We wrote on Tuesday about how Prospect Experts love the Minnesota Wild’s farm system. A big reason why is their performance in the 2020 Draft, the first under new head scout Judd Brackett. Landing star center prospect Marco Rossi puts a nice bow on their organization, along with second-rounders Marat Khusnutdinov and Ryan O’Rourke.
So it was a bit surprising when Draft Grade season came out and Minnesota didn’t quite get full marks. Mind you, they didn’t get any bad grades. It’s just that the prospect gurus a ESPN, Elite Prospect, The Athletic, etc. all felt the Wild settled in the B/B+ range.
Why so stingy with the grades?
It might have come down to volume. The Wild were able to make a splash early in the draft, picking at ninth, 37th and 39th overall in the first two rounds. After that? Almost nothing. Brackett gave up a fifth-round pick to move from Pick 70 to 65 in Round 3, then gave up their sixth and seventh-round picks to move into the fifth.
All told, the Wild had five picks, with only one coming after the early third. There’s certainly nothing wrong with drafting high frequently, and Brackett’s quality over quality strategy in 2020 looks solid. Prospects are a numbers game, though, even for the best scouts. More lottery tickets mean more chances to scoop up prospects falling into the third, fifth, or even seventh rounds.
Next year could well be a different story, however. Brackett and the Wild are poised to enter the 2021 Draft with a ton of draft capital — both in terms of quality and quantity.
Picking Early and Often
When the Pittsburgh Penguins lost in the qualifying round, the result was bittersweet for Minnesota fans. Montreal “making the playoffs” took them out of lottery contention, helping the Wild be in position to draft Rossi at No. 9.
This did come with a small downside. Minnesota had traded for Pittsburgh’s 2020 first rounder in the Jason Zucker trade, but that had a condition attached. If the Penguins missed the playoffs, they’d have the option to keep the pick and instead hand over an unprotected first in 2021.
Pittsburgh kept the pick, which became a skilled Russian wing prospect in Rodion Amirov. It was a bit of a bummer for the Wild, but it sets them up nicely for 2021. Minnesota now owns two firsts (their pick plus Pittsburgh’s), two thirds (getting one via the Ryan Donato trade) and one pick in every other round.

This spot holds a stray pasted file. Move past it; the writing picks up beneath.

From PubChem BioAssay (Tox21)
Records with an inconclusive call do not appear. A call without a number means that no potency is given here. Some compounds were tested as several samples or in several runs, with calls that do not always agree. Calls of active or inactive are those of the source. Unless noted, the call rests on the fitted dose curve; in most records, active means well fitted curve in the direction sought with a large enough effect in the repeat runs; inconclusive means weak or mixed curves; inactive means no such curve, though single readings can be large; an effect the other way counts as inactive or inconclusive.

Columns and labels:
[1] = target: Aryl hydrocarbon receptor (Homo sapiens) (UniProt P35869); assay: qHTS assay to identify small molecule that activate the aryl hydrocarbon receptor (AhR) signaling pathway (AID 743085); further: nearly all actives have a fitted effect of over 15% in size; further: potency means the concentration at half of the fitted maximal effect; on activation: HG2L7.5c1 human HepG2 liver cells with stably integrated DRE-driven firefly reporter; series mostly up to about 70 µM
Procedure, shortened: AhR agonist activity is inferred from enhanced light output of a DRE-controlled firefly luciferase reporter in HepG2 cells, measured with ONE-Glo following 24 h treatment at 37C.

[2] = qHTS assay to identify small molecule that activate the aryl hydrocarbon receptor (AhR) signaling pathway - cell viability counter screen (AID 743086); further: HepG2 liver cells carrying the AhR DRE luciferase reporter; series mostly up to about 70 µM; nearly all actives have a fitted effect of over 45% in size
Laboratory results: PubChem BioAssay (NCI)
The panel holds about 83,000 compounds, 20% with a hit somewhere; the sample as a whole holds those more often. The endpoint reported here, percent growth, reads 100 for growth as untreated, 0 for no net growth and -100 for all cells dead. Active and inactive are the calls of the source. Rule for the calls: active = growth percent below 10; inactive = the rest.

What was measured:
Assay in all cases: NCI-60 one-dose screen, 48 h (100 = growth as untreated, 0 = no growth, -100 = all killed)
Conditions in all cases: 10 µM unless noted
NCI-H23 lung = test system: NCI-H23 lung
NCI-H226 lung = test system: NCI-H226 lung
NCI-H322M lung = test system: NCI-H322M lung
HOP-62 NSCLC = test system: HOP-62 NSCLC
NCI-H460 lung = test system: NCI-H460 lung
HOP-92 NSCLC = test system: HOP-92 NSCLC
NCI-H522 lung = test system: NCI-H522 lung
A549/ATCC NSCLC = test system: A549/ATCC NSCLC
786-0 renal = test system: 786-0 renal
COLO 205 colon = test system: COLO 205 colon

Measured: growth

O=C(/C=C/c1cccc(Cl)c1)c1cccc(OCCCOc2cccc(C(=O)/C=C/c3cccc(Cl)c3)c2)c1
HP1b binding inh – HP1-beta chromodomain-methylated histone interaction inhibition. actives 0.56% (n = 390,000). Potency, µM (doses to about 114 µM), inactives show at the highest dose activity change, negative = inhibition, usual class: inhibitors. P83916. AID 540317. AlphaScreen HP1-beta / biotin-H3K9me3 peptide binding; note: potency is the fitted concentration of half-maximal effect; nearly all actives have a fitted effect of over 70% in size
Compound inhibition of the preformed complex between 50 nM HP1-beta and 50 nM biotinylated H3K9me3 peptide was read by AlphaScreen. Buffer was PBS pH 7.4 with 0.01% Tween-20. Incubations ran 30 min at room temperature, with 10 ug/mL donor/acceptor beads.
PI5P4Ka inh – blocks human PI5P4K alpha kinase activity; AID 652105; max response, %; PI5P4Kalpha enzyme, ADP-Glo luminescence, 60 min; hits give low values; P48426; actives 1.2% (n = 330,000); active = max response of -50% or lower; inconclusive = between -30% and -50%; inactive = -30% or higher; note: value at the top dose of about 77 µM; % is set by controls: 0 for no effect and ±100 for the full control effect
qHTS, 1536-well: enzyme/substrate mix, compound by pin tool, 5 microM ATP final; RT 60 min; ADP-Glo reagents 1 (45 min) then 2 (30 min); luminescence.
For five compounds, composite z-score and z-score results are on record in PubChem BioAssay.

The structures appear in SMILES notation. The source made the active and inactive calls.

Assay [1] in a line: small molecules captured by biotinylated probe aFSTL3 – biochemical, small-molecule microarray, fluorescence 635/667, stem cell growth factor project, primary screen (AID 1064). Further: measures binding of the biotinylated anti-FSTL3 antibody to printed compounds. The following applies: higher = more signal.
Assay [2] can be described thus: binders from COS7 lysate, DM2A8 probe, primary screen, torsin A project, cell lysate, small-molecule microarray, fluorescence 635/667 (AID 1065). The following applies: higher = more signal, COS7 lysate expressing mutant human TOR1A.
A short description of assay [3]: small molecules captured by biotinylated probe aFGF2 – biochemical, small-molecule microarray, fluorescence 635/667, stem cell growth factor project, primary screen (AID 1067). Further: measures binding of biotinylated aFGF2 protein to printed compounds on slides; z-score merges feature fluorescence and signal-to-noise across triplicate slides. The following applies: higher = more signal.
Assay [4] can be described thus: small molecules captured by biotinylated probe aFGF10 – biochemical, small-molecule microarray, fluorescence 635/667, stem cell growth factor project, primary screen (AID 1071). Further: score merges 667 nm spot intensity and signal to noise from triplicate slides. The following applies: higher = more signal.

They’ll now have nine picks, five of them coming in the first three rounds. Any way you slice it, that’s the most ammunition Minnesota’s carried into a draft in a long time. They haven’t had multiple firsts since 2011, nine picks since 2004, and never in their 20-year history have they held five picks in the first three rounds.
It bodes well for Minnesota and Brackett, both of whom have been successful in hitting on NHL players in the first round. Brackett’s success has been legendary, having selected Brock Boeser, Elias Pettersson and Quinn Hughes. It’s hard not to drool while imagining what he can do with a couple extra kicks at the can.
But Wait! There’s More?
The Wild are already loaded for a 2021 Draft, but they can be even better situated by making moves at the deadline*.
If Bill Guerin is able to sell at the deadline, Minnesota could add even more draft capital. In a world where first-round picks can change hands for gritty forwards like Barclay Goodrow and Blake Coleman, why couldn’t Marcus Foligno garner a high pick? With centers always in demand, Nick Bonino and Nick Bjugstad could also be flipped for mid-round picks.
The “rebuilding on the fly” strategy employed by Minnesota’s last three general managers is extremely difficult to do. It’s very hard to get top-quality prospects and arm yourself with draft capital without losing a lot of games or selling off veterans.
Yet, you look at the Wild organization, and they may just have done it. A bold roll of the dice on Kevin Fiala worked. An avalanche of top prospects will be entering the league starting this season. Brackett’s sitting on a dragon’s horde of picks next season.
That’s a recipe for success. Brackett and Co. just need to execute.
*An earlier version of this article suggested that they could get a second-round pick in this year’s draft by not signing Filip Johansson. That compensation would not arrive until the 2022 Draft.